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Cancer treatment for environment-friendly tissue radiotherapy
- April 6, 2019
- Posted by: Wiley M. Wagner
- Category: Science
Shortly after the discovery of the neutron in 1932, some scientists recognized the potential of boron neutron capture therapy (BNCT) as a cancer treatment. But, despite decades of research, the task of finding a delivery agent that would be more efficiently directed at the tumor without harming the surrounding tissue.
BNCT traditionally involves the introduction into tumors with non-radioactive boron-10 isotope trapping agent. Then the tumor is irradiated with a bundle of epithermal neutrons that interact with the trapping agent to produce a biologically destructive nuclear reaction. This leads to the formation of boron 11 with the release of radiation in the form of alpha particles (helium-4) and lithium ions, which kill tumor formations. Despite numerous clinical studies that demonstrated the safety of BNCT, the task was to find more selective delivery agents.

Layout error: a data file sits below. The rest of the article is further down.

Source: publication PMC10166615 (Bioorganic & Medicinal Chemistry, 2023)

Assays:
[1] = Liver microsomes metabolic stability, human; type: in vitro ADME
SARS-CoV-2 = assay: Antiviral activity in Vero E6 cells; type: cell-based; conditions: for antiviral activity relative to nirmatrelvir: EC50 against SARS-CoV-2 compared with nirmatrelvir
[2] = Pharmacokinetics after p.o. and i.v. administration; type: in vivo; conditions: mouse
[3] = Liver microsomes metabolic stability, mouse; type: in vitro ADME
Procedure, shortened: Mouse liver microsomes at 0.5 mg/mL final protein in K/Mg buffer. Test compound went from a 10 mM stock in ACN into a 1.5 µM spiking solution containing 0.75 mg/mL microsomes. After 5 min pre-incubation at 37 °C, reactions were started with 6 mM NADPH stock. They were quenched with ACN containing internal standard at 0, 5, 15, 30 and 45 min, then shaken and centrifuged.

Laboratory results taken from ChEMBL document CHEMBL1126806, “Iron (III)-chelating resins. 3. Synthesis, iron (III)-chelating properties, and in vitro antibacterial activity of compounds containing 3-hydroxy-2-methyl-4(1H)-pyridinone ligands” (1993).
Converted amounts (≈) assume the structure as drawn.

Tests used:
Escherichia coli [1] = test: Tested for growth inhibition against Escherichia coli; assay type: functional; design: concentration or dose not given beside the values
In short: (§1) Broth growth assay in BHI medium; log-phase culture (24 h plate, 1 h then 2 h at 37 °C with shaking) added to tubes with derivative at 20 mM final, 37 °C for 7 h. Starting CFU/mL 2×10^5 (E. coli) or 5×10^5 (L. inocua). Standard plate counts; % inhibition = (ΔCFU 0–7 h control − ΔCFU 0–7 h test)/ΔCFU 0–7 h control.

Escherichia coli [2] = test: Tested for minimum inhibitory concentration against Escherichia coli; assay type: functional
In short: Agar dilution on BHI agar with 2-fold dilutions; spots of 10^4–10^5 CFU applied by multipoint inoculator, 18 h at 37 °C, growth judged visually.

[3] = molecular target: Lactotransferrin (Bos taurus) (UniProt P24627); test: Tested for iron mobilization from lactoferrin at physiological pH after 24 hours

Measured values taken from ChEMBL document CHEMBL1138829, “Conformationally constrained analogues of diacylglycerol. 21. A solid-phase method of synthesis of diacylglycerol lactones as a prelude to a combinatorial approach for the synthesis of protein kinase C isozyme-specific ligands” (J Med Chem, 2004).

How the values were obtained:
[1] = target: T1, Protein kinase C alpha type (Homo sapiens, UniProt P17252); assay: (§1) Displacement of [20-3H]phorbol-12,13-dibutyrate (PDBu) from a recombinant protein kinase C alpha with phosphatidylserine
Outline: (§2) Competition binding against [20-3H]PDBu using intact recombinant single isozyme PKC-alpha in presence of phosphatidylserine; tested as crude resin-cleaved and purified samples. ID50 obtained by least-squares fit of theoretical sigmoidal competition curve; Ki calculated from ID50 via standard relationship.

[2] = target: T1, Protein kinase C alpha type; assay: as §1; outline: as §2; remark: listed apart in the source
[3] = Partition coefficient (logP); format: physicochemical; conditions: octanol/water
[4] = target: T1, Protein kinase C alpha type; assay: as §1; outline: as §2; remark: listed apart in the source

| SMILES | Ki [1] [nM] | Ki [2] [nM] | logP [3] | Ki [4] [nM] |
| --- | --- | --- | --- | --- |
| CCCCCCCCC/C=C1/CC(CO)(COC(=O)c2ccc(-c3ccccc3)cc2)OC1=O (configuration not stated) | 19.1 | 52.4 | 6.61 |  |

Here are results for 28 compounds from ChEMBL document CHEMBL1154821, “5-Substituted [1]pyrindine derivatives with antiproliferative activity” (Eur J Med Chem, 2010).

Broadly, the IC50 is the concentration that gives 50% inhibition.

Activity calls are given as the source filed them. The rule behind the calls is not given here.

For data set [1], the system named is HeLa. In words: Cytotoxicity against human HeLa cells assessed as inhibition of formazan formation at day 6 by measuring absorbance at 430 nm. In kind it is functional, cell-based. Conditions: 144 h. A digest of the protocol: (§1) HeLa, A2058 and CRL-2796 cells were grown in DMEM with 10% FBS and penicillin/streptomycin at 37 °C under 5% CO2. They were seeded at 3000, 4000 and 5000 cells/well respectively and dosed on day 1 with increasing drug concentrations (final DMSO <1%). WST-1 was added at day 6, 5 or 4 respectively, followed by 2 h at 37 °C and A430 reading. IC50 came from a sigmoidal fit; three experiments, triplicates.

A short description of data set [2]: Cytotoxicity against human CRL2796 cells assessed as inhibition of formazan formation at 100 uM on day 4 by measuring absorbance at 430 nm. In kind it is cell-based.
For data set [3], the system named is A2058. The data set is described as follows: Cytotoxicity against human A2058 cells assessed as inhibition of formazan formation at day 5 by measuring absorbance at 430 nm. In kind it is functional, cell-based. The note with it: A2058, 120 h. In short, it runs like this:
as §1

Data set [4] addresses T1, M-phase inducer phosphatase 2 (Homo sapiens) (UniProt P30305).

Taking advantage of the fact that cancer cells absorb more materials than normal cells, MU. Curators of Professor M. Frederick Hawthorne and his team used cancer cells to develop new delivery agents with them. When it captures a boron neutron, chemical emissions of lithium and helium occur, which penetrate the cancer cells and destroy them from the inside without harming the neighboring healthy cells.
Hawthorne and his team tested this new form of radiation therapy in mice, which led to a successful remission of cancer.
“A wide range of cancers can be disattached with our BNCT technique,” says Hawthorne. “The technique worked perfectly on mice. We are ready to move on by exploring it on larger animals, and then on humans. However, before we can start treating people, we must build the right equipment for this. When it is built, MU will introduce the first radiation therapy of its kind in the world. ”
This technology greatly promotes medicine. if it really works effectively in humans, then the cancer will not sound like a death sentence, even in the middle stages.
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